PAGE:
Phyllis Schafly Thinks You Shouldn't Go To College

There are certain things in life you can count on — January is terrible, kittens are phenomenal, and any time Phyllis Schlafly is in the news, you're going to want to tear your hair out. This week, Phyllis Schlafly has declared women should stop going to college, and that somehow the fact that women want to go to college is the reason for sexual assault on campus. Are you seething yet?

In an essay for the conservative site World Net Daily, Schlafly writes about her concern at the fact that women now out number men on most college campuses. "This has dramatically changed social relationships and interactions among students," Schlafly writes. "Most girls and even some boys do not like this change, but nobody knows what to do about it, and few are even willing to discuss it."

Yes, because women now outnumbering men by a relatively small margin in a once male-dominated arena is so awful that we can't even bring ourselves to discuss the distressing topic. It couldn't just be that this is just a new development in college life, one that's neither positive nor negative, just different. No, according to Phyllis Schlafly, if we're not talking about it, that must mean we're all too uncomfortable to deal with the issue, leaving her to bravely bring it up alone.

Schlafly goes on in her essay for quite some time about this "problem," complaining about hookup culture, throwing in remarks about foreigners flooding the job market, demonstrating a spectacular misunderstanding of Title IX (while I guess assuming we can lure men back to school with more sports?), and at one point saying that even though young women outnumber young men in college because they tend to get better grades, that women are not necessarily better prepared for higher education. Excuse me, I need to find another eye roll gif.

The worst moment in Schlafly's essay, though, comes as an aside, a brief mention that "The imbalance of far more women than men at colleges has been a factor in the various sex scandals that have made news in the last couple of years." Though she doesn't come right out and say it, given her track record when in comes to talking about sexual assault on campus, it's safe to infer she's talking about college women who have come forward to say they have been raped. Which is just appalling on so many levels.

For one thing, even though some of these stories, such as recent ones out of University of Virginia or Florida State University, have become national news, to call sexual assault a "sex scandal," no matter how high profile is to trivialize it by acting as though a violent crime is really just some salacious piece of gossip. For another, saying that women on campus are raped because there are too many women around is not only an insult to common sense but to college women everywhere, both survivors and non.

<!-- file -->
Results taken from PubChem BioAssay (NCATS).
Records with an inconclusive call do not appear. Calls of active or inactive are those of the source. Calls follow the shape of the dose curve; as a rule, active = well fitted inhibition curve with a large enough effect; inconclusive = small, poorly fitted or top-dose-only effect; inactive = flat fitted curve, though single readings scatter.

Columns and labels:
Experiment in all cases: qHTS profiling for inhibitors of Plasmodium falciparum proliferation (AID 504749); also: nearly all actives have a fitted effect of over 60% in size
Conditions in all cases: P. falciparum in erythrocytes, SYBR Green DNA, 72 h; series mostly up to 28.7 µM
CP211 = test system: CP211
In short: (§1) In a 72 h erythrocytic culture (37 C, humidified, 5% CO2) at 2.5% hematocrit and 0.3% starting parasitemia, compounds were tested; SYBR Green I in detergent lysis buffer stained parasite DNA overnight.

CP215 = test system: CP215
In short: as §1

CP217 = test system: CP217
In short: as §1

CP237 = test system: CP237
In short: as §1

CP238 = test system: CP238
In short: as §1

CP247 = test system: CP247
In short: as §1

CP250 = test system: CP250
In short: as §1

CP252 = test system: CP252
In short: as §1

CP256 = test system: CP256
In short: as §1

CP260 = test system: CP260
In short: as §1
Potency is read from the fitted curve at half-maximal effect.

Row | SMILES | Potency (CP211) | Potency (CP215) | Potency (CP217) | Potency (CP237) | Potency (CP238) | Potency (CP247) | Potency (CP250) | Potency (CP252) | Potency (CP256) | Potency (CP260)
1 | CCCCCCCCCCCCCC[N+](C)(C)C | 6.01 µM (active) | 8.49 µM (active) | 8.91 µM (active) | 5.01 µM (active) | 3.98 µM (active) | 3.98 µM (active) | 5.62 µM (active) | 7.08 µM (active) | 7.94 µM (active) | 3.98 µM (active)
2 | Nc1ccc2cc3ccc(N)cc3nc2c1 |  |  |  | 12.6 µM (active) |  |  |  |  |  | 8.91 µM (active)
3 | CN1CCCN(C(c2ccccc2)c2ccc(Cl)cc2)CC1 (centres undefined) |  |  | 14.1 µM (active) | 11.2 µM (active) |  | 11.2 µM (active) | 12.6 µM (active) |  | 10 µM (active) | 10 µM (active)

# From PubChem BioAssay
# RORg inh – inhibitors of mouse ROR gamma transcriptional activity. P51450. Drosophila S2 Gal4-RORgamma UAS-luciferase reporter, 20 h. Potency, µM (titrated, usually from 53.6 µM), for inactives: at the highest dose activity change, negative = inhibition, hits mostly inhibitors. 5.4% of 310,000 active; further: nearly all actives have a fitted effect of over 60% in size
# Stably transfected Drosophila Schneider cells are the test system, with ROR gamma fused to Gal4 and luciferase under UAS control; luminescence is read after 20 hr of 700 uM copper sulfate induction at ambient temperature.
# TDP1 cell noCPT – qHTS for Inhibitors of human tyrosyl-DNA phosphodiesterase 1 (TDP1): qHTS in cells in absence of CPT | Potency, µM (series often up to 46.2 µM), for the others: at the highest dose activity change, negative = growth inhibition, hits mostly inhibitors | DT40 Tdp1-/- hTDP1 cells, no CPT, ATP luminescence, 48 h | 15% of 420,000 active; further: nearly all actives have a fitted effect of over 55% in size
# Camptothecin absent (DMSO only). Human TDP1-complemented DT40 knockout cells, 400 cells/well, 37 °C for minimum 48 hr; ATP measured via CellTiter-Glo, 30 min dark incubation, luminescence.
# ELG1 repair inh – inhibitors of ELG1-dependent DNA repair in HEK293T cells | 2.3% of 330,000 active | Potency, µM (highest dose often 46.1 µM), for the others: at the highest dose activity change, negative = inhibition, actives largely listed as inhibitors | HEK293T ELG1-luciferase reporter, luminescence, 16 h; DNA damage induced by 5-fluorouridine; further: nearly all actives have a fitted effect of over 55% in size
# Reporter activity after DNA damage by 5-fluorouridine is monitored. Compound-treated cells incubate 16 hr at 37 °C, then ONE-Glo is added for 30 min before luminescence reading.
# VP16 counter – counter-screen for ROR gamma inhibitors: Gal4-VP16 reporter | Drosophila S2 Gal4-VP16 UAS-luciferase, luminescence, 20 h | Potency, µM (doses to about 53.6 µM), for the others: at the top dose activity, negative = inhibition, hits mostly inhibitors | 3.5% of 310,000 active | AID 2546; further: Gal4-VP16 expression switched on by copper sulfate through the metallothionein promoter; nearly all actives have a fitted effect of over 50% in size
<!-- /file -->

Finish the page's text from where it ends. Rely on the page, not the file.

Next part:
Our presence is causing women to be assaulted? Give me a break. Follow that logic and it'll take you all the way to the idea that women should just withdraw completely from public life to protect ourselves and turn the country into Saudi Arabia — which by the way has one of the highest rates of sexual assault in the world.

As has been said before, many times: rape happens because someone decides to rape another human being. It isn't about short skirts or alcohol or having too many women on campus. And honestly, it always baffles me that conservatives, with their love of personal responsibility, are so happy to place blame for a rapists choices anywhere but with the rapist. But then again, no one ever said Phyllis Schflay's ideas held any internal consistency — except, I guess for being so consistently wrong.

There are a lot of issues facing campuses, especially sexual assault, though the changing ratios of men and women will doubtlessly also be something that schools have to adapt to. But let's all agree that while handling these issues, one opinion we really don't need to consult is Phyllis Schlafly. Because generally? Life is a lot happier when you don't have to pay attention to what she has to say.

Also, I fail to see how calling sports the "primary motivation" men have to go to college isn't as offensive towards men as anything those feminists Schlafly hates so much have ever said ever, but maybe that's just me.

Images: Giphy (2)